We organise many events to help AIM companies keep up to date with best practice in the market and provide them with an opportunity to meet other company directors. The key AIM event each year is the AIM conference which is held in June. We also run regular flotation seminars for companies considering joining our markets, as well as skills focussed training courses for directors of companies already on our markets, such as IR and Corporate Governance. 

AIM Regulation

  • What is AIM's regulatory status?

AIM is owned and operated by the London Stock Exchange in its capacity as a Recognised Investment Exchange under Part XVIII of the UK's Financial Services & Markets Act 2000 (FSMA 2000). AIM therefore falls within the definition of a Prescribed Market under FSMA 2000 and is subject to the UK market abuse regime. Under the directives that form the EU's Financial Services Action Plan, AIM is not a Regulated Market but instead falls within the classification of a Multilateral Trading Facility (MTF) as defined under the Markets in Financial Instruments Directive 2004 (MiFID).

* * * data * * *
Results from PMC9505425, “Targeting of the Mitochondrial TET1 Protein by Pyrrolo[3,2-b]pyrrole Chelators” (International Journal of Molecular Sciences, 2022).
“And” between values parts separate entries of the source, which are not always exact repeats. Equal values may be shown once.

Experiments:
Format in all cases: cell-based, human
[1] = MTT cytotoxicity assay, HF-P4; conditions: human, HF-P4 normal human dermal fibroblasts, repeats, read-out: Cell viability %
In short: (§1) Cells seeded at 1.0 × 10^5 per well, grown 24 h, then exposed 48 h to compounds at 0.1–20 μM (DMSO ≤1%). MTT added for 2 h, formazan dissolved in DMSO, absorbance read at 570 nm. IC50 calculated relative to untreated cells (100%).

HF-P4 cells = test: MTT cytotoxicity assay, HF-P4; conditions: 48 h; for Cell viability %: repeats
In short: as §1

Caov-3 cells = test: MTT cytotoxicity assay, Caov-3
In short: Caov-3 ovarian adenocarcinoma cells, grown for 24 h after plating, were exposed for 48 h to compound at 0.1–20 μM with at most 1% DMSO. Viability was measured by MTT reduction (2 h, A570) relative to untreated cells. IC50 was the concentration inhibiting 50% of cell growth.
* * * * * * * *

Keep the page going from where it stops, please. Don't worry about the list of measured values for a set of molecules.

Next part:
Investing in AIM

  • How can I get access to price sensitive and regulatory information for AIM companies?

RNS is the company news service from the London Stock Exchange, bringing company information to the global investment community quickly, securely and cost-effectively. Click here to find out how to subscribe to RNS.

Large investors in AIM

  • Which funds and institutions invest in AIM shares?

All the major institutions invest in AIM securities, and there are many specialist and tracker funds that focus on AIM. In addition, retail investors play a significant role in terms of secondary market trading, which is an important driver of liquidity in individual securities traded on the market.

General questions about AIM

  • Can I arrange to visit the Exchange to see AIM?

Unfortunately the Exchange is no longer open to visitors. The major attraction for visitors was traditionally our trading market floor, but this was closed in 1986 when 'Big Bang' replaced open-outcry trading with a system of computers and telephones. In addition, the security aspects of operating a visitors' gallery had become too onerous.

  • What are the benefits of joining AIM?

AIM offers smaller growing companies from all countries and all sectors all the benefits of being traded on a world-class public market within a regulatory environment designed specifically for them. AIM is a flexible market with a simple admission process that allows more companies to experience life as a public company, and to capitalise on the resulting benefits for their businesses.